cribes a message sent through a popular new service. Barbara Klein tells us about Twitter.
|Twitter posts are called tweets|
Many people use E-mail, blogs, text messages and social Web sites like Facebook to keep in touch with their friends. Now there is also Twitter. This online service lets people send short messages that are no more than one hundred forty letters long.
Here is how it works: Users can set up their own Twitter page by joining the free service on Twitter.com. They can search the Web site to find friends who are also using the service. By choosing to "follow" friends, users can see their new messages. Updates appear instantly in a list form as they are written. Twittering describes writing new updates on Twitter. A tweet is an individual Twitter update, or message.
Unlike blogs, Twitter users do not have to log onto the Web site to post updates. They can send and receive messages through mobile phones as text messages or through E-mail. Other programs available for download make Twitter updates appear on your computer screen. People use social Web sites like Facebook to share information with a special group of friends. But most Twitter users make their messages public.
Twitter says its service provides a way for people to stay connected to others, through messages describing what they are doing at that moment. But twitterers also use the service to get quick answers to questions or to get breaking news.
For example, when he was a presidential candidate, Barack Obama announced his choice for vice president on Twitter.
Many other politicians in Washington use Twitter to share their daily activities with supporters. They reportedly include former Republican presidential candidate John McCain. In addition, news agencies provide updates and companies share product information.
Some critics say Twitter is a waste of time that takes people's attention away from their work. Yet a growing number of users around the world see it as the latest method for busy people to get and share information quickly.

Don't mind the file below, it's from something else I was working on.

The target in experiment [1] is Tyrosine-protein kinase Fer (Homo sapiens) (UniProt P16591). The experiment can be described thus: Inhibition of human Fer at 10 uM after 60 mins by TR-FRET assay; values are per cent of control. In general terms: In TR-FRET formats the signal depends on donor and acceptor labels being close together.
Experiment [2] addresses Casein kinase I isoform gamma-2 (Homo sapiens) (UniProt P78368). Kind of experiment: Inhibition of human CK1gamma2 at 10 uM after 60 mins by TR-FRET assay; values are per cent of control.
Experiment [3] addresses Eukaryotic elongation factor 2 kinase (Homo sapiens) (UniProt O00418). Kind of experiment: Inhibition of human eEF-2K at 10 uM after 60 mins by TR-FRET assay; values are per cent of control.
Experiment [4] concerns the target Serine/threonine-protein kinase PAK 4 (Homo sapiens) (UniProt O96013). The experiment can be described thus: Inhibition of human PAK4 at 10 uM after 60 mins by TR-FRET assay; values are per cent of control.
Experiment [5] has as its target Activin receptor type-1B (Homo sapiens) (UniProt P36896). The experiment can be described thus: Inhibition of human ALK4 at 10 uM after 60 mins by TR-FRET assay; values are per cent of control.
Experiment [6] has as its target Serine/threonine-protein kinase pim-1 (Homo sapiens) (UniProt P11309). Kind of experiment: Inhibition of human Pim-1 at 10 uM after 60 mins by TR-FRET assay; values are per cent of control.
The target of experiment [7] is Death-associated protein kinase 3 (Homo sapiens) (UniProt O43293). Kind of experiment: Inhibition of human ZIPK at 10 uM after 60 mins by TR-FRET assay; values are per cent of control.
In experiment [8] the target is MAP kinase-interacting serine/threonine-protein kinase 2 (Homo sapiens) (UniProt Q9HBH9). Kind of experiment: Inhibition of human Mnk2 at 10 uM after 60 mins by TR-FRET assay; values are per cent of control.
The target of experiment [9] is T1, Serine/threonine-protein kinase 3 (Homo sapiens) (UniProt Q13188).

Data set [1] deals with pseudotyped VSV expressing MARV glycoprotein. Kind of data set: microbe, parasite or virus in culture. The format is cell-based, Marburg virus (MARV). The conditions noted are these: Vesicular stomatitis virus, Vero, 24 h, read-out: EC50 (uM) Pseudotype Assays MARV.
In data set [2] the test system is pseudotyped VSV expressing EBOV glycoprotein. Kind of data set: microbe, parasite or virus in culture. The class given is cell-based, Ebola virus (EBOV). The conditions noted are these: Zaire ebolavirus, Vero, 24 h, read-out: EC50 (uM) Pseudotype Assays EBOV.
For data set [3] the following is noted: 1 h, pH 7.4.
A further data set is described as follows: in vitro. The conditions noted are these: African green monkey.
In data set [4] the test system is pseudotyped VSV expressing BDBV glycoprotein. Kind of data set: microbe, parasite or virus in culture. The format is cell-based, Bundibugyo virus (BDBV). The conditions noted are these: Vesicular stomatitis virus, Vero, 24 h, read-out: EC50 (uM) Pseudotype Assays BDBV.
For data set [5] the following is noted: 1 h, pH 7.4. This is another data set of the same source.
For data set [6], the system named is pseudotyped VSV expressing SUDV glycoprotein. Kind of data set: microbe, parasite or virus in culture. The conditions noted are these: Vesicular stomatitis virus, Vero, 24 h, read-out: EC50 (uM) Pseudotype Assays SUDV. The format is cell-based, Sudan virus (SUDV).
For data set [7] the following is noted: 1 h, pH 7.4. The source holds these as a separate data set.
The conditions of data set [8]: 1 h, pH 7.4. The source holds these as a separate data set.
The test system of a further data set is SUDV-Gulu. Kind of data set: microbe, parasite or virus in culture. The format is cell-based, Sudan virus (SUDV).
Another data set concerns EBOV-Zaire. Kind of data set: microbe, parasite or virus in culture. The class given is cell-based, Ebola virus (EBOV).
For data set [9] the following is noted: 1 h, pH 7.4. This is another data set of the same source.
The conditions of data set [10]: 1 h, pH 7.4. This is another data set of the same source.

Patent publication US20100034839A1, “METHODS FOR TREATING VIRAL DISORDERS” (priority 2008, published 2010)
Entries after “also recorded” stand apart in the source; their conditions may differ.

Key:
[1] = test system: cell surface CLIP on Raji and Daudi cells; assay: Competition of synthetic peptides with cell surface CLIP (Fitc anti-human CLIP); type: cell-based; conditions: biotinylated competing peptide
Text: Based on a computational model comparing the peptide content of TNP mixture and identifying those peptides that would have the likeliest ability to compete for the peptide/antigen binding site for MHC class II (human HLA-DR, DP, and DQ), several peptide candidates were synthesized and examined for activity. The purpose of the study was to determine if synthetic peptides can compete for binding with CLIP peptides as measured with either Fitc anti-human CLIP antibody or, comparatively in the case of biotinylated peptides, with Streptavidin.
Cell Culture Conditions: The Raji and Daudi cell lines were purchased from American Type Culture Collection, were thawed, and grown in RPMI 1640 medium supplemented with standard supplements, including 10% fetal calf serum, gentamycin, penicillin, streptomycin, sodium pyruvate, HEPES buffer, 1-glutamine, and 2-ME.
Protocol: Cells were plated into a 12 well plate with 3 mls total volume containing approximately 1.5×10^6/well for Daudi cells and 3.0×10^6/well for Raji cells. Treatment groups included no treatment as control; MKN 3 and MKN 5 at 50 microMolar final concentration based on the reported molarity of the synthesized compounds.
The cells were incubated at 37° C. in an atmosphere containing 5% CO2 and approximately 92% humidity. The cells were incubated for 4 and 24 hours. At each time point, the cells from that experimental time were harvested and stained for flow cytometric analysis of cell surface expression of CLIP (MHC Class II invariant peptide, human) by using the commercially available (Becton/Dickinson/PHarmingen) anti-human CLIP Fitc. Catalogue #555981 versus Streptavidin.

Our listener question this week comes from Brazil. Silvio Sabenca wants to know more about the sixteenth president of the United States, Abraham Lincoln.
Good timing, Silvio. February twelfth is the two hundredth anniversary of his birth. Abraham Lincoln is considered one of the greatest and beloved American presidents. But, in some ways he was one of the most unlikely.
Abraham Lincoln was born in Kentucky in eighteen-oh-nine. He grew up in Indiana. His family was poor and had no school education. But Abraham Lincoln taught himself what he needed to know. He became a lawyer. He served in the Illinois state legislature and in the United States Congress. He was elected president in eighteen sixty.
President Lincoln led the United States during the Civil War. He sent Northern forces to battle the slave-holding Southern states to keep them from leaving the Union. President Lincoln freed the slaves and helped keep the nation together.
In the end, it cost him his life. On April fourteenth, eighty sixty-five, a Southern supporter shot President Lincoln in Ford's Theater in Washington. It happened five days after the South surrendered and the Civil War ended.